Beans, Full of Healthy Fiber or FODMAPS?

Beans, Full of Healthy Fiber or FODMAPS?

Right off the bat, let’s get one thing straight between us. Digestion is very important. Everybody eats, and digests food, and it’s nothing to be skittish about. Digestion is so central to your health and well-being that we can’t really afford to ignore it.

Especially when it’s not going well. For millions of people, it’s not going well.

For people with digestive issues, daily discomfort and symptoms can be crippling. For years, a visit to a doctor to seek help for things like chronic gas, bloating, diarrhea, constipation and the like has been a frustrating experience. Most doctors will tell patients that they have Irritable Bowel Syndrome, and offer very little help. The typical advice is to avoid alcohol, caffeine, chocolate, and stress. Maybe it’s dairy products, they say, and of course it may be hormonal. Each patient is left to try to figure out which foods make her symptoms worse, by experimentation.

But there is another way. At the 2013 IACP conference, I attended a seminar by Patsy Catsos on food issues, and I learned about a component in foods that just might be the source of much of this trouble.

According to Catsos, there is a whole other way of eating for IBS. The culprit, it seems is a component in foods that is called FODMAPS. This stands for Fermentable Oligo-Mono and Disaccharides and Polyols.

What the heck are those?

The key thing to understand is the fermentable part. For people with “normal” guts, eating foods that ferment in the digestive process is seen as good. Grains, beans, and lots of vegetables and fruits contain fermentable bits, and the good bacteria in the digestive tract flourish while breaking them down. But for the IBS sufferer, this process causes problems. I asked Catsos if we know why this happens to some people.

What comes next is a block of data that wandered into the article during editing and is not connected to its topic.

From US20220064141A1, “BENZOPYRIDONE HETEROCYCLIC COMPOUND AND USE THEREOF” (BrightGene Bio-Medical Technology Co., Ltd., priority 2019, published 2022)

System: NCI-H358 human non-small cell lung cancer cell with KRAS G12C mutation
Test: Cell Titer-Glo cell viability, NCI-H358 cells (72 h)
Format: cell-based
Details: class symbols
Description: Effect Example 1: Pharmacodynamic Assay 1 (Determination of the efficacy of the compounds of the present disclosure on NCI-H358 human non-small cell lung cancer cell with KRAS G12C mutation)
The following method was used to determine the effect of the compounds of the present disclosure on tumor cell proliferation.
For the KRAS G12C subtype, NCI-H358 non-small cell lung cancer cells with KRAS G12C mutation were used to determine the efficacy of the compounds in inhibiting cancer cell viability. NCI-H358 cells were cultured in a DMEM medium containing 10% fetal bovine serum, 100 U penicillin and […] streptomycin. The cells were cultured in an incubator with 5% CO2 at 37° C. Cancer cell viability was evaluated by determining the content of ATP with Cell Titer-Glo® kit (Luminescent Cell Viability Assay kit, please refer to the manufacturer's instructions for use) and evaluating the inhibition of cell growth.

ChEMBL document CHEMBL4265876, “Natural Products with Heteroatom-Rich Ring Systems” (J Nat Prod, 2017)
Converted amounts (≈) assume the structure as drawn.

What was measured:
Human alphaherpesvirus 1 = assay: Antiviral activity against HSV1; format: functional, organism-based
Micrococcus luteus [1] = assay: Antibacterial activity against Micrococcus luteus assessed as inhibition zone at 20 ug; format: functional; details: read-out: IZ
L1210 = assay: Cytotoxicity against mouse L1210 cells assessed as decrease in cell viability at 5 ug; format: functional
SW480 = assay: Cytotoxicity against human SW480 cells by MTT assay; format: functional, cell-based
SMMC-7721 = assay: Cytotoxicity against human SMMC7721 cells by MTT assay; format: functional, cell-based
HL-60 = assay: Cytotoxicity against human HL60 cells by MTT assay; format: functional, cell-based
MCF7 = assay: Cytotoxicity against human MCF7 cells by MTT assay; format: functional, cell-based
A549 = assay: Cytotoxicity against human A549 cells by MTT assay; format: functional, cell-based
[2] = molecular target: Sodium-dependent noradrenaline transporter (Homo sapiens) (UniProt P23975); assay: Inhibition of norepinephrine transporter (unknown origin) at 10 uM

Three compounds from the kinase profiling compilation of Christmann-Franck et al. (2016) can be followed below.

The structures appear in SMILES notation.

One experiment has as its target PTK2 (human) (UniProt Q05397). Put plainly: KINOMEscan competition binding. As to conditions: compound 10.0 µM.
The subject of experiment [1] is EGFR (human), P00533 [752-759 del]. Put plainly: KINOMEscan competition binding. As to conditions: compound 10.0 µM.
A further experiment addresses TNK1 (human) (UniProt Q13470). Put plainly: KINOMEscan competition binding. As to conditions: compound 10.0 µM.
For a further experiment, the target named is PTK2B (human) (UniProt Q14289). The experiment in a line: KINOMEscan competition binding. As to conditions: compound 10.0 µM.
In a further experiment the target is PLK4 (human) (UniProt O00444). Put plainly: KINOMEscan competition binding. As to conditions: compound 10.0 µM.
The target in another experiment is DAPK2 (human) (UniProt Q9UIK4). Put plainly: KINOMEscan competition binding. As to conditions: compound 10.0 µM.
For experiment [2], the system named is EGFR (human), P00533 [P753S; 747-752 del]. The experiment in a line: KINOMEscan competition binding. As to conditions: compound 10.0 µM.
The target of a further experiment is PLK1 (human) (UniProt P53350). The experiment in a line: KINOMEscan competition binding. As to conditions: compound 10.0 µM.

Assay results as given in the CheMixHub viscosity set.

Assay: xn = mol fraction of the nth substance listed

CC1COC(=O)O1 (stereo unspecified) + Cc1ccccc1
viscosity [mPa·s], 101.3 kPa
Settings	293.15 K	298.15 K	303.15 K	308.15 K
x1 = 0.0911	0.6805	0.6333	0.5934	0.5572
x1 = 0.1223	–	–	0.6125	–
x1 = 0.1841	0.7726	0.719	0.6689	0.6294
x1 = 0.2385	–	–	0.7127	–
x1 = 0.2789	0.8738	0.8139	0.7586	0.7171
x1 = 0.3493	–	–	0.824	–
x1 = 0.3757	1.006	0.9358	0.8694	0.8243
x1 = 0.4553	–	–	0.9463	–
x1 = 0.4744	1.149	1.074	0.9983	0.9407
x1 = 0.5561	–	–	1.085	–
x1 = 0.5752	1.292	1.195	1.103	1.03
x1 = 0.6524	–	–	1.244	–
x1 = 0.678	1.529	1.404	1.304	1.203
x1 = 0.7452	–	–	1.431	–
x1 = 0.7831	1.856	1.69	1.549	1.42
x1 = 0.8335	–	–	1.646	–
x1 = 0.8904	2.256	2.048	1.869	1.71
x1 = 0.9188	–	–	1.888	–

“We don’t fully understand why fermentable carbohydrates cause more trouble for some people than for others. It is beginning to look like the gut microbiome of people with IBS is different; their resident microbes might produce more or different types of gas.” said Catsos.

It seems that consuming FODMAPS has an “osmotic effect,” which means that as they are digested, the gut pulls in water from the body, with disastrous results. for IBS sufferers, this causes pain, bloating and diarrhea, or constipation. As gut bacteria consume the FODMAP sugars, they give off gases, also causing problems.

So, if you are one of the 20% of Americans with IBS, it might pay to find out more about FODMAPS. It’s also good to know that their effects are cumulative. Eating a little bit of one one day might be fine, but as they add up over the day, their effects become pronounced.

There are groups of foods that contain certain FODMAPS, and these are the main categories.


Dairy products contain lactose, a common FODMAP.


All fruits and vegetables and many natural sweeteners contain some fructose. But, IBS sufferers can usually do well with fruits that have a balance of fructose and glucose, and by keeping that cumulative effect in mind. High fructose to glucose fruits include apples, pears, stone fruits, watermelon and blackberries. Better choices are Strawberries, blueberries, cranberries, grapes, pineapple, cantaloupe, honeydew, kiwi, ripe bananas, and citrus. Honey and agave are high in fructose.